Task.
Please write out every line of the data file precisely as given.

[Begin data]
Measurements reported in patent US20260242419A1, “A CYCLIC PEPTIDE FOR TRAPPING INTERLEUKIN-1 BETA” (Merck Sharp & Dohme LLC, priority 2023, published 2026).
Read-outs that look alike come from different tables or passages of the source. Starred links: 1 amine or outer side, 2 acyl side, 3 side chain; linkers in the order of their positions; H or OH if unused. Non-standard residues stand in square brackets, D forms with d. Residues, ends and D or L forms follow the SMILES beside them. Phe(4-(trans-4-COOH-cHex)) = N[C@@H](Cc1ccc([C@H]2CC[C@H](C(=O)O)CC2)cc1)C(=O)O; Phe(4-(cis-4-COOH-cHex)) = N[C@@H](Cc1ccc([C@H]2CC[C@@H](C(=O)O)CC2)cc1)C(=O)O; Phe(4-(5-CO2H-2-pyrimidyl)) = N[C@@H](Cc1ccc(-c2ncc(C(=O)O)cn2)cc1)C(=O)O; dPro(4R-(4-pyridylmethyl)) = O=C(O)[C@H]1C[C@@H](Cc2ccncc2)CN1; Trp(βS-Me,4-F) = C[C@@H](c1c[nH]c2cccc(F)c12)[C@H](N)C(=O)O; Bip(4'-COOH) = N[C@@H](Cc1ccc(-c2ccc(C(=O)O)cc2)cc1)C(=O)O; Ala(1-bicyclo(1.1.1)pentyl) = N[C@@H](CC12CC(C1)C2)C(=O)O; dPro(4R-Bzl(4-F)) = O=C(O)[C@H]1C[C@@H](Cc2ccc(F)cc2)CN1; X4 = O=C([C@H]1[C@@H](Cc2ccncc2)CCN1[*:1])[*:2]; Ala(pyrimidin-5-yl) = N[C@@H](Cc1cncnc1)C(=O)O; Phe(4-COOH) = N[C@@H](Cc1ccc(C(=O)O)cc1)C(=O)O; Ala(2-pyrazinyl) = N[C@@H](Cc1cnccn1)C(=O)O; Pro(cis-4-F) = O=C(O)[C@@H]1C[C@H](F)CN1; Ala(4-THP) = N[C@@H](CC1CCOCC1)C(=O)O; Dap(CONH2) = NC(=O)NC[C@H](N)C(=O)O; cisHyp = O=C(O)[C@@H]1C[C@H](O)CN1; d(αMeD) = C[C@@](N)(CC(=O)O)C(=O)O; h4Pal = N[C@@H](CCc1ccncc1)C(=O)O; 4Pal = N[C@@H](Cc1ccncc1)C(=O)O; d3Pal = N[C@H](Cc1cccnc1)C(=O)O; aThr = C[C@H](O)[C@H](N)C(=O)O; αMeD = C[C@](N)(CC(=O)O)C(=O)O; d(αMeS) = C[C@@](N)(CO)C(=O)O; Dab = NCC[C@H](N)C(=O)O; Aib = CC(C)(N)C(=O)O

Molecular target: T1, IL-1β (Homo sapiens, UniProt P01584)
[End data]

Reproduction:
Measurements reported in patent US20260242419A1, “A CYCLIC PEPTIDE FOR TRAPPING INTERLEUKIN-1 BETA” (Merck Sharp & Dohme LLC, priority 2023, published 2026).
Read-outs that look alike come from different tables or passages of the source. Starred links: 1 amine or outer side, 2 acyl side, 3 side chain; linkers in the order of their positions; H or OH if unused. Non-standard residues stand in square brackets, D forms with d. Residues, ends and D or L forms follow the SMILES beside them. Phe(4-(trans-4-COOH-cHex)) = N[C@@H](Cc1ccc([C@H]2CC[C@H](C(=O)O)CC2)cc1)C(=O)O; Phe(4-(cis-4-COOH-cHex)) = N[C@@H](Cc1ccc([C@H]2CC[C@@H](C(=O)O)CC2)cc1)C(=O)O; Phe(4-(5-CO2H-2-pyrimidyl)) = N[C@@H](Cc1ccc(-c2ncc(C(=O)O)cn2)cc1)C(=O)O; dPro(4R-(4-pyridylmethyl)) = O=C(O)[C@H]1C[C@@H](Cc2ccncc2)CN1; Trp(βS-Me,4-F) = C[C@@H](c1c[nH]c2cccc(F)c12)[C@H](N)C(=O)O; Bip(4'-COOH) = N[C@@H](Cc1ccc(-c2ccc(C(=O)O)cc2)cc1)C(=O)O; Ala(1-bicyclo(1.1.1)pentyl) = N[C@@H](CC12CC(C1)C2)C(=O)O; dPro(4R-Bzl(4-F)) = O=C(O)[C@H]1C[C@@H](Cc2ccc(F)cc2)CN1; X4 = O=C([C@H]1[C@@H](Cc2ccncc2)CCN1[*:1])[*:2]; Ala(pyrimidin-5-yl) = N[C@@H](Cc1cncnc1)C(=O)O; Phe(4-COOH) = N[C@@H](Cc1ccc(C(=O)O)cc1)C(=O)O; Ala(2-pyrazinyl) = N[C@@H](Cc1cnccn1)C(=O)O; Pro(cis-4-F) = O=C(O)[C@@H]1C[C@H](F)CN1; Ala(4-THP) = N[C@@H](CC1CCOCC1)C(=O)O; Dap(CONH2) = NC(=O)NC[C@H](N)C(=O)O; cisHyp = O=C(O)[C@@H]1C[C@H](O)CN1; d(αMeD) = C[C@@](N)(CC(=O)O)C(=O)O; h4Pal = N[C@@H](CCc1ccncc1)C(=O)O; 4Pal = N[C@@H](Cc1ccncc1)C(=O)O; d3Pal = N[C@H](Cc1cccnc1)C(=O)O; aThr = C[C@H](O)[C@H](N)C(=O)O; αMeD = C[C@](N)(CC(=O)O)C(=O)O; d(αMeS) = C[C@@](N)(CO)C(=O)O; Dab = NCC[C@H](N)C(=O)O; Aib = CC(C)(N)C(=O)O

Molecular target: T1, IL-1β (Homo sapiens, UniProt P01584)